MunicipalNews

CoGTA says Mndebele’s termination may not be legally sound

The department has now intervened

The Mpumalanga Department of Cooperative Governance and Traditional Affairs (CoGTA) has taken note of the Govan Mbeki Municipality’s council decision to terminate Mr Felani Mndebele’s contract as municipal manager.

The department has now intervened in good faith to mediate between the two parties in order to reach an amicable solution and mutual agreement.

The department noted that the abrupt termination of the contract may not be legally sound, but prompting to provoke further legal battles at the expense of taxpayers.

“CoGTA said the council has acted on the advise that was given to them to reconsider its decision in this regard and to follow a more suitable alternative through a mutual agreement between the parties.

CoGTA also said an update shall be made in due course,” said Ms Lindiwe Msibi, CoGTA spokesperson.

Mr Felani Mndebele’s employment contract was terminated after an extended court battle.

The council took this decision at a special virtual council meeting held on Friday, July 16.

Mr Mndebele had been placed on precautionary suspension with full pay as recommended by the former Govan Mbeki executive mayor, Ms Thandi Ngxonono, who accused him and his officials of negligence in failing to deliver services to residents.

Mr Mndebele disputed the suspension and took GMM to court.

There were also allegations made that Mr Mndebele and his officials failed to deliver services to residents due to negligence, such as daily load-shedding, no removal of refuse and a serious backlog on most of the services that the municipality is supposed to deliver to the people.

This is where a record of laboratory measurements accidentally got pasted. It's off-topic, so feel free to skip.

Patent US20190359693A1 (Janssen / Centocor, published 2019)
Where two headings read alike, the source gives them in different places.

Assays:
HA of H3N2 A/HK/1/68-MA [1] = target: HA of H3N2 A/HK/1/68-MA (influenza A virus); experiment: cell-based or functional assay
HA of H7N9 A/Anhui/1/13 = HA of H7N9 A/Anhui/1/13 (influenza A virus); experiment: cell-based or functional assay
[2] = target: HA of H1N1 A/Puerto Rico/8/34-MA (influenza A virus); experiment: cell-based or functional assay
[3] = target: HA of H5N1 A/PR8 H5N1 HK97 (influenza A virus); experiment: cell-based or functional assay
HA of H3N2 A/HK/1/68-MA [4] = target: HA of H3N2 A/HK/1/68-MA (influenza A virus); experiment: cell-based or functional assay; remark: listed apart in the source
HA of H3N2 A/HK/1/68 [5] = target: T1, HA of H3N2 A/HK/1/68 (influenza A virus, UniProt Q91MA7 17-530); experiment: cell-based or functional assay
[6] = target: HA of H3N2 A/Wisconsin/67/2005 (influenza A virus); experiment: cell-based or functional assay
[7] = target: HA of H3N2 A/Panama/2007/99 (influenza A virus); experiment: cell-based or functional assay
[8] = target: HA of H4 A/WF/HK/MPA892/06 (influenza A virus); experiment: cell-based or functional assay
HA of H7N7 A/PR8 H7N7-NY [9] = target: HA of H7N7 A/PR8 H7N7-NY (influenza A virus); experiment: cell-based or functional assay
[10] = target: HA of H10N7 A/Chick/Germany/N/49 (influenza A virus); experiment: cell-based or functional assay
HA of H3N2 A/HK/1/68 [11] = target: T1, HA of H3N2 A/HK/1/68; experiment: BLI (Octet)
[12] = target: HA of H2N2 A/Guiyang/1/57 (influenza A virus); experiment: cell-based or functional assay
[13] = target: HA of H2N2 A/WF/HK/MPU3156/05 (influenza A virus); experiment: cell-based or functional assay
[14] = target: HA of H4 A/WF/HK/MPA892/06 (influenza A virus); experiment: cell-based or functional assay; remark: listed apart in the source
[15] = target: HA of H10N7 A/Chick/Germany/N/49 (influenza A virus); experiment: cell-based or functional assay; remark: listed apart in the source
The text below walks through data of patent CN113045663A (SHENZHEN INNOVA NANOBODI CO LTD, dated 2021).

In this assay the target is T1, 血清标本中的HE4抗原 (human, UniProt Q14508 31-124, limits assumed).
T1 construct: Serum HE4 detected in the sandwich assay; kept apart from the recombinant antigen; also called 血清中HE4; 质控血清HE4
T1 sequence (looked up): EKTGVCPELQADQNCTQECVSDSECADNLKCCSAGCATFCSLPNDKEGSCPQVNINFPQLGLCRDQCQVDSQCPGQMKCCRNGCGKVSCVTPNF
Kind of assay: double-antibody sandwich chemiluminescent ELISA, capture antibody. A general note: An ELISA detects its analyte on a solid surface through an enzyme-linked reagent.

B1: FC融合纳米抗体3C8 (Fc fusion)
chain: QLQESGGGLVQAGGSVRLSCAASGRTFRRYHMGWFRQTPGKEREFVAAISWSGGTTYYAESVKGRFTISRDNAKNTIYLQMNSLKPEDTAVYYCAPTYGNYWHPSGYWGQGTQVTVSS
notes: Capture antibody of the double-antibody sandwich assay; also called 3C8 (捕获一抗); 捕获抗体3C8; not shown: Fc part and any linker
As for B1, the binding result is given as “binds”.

Ms Lizzy Shabalala was in the meantime, appointed as the acting municipal manager.

The Middelburg High Court ruled that Mr Mndebele had been unlawfully suspended and that the proceedings instituted against him on October 16 last year, were unlawful.

GMM and its presiding officer (second respondent) were ordered to pay Mr Mndebele’s legal costs, but the municipal leaders decided to appeal the court’s ruling.

The High Court in Middelburg then dismissed GMM’s leave to appeal against Mr Mndebele with cost.

That was, however, not the end of the battle. When Mr Mndebele tried to return to his job, he was again given the boot.

The Govan Mbeki Municipality’s executive mayor, Mr Nlakanipho Zuma, told Ridge Times that Mr Mndebele was still suspended pending his case and the municipality was complying with the High Court’s decision to charge him correctly.

This means that they charged Mr Mndebele with a 2014 regulation, not the 2010 regulation.

The council then sent Mr Zuma to Mr Mndebele with a settlement proposal to leave the municipality, but it was rejected on July 14.

Mr Mndebele’s lawyers wrote a letter to Mr Zuma in which he rejected the proposal.

It was also stated that Mr Mndebele no longer wished to participate in any further settlement negotiations with the municipality and that as far as they are concerned, there is nothing that prevents their client (Mr Mndebele) from returning to work.

They said Mr Mndebele would report for duty on Monday, July 19, and in the event that the municipality prevents or obstructs such an event, the municipality and its officials will be held in contempt of court.

They also have instructions to sue the municipality to compensate their client for the losses he incurred as a result of a breach of contract, including all legal fees incurred by their client.

This currently amounts to about R2-million. The council however, still decided during an extraordinary virtual council meeting on July 16 to fire Mr Mndebele.

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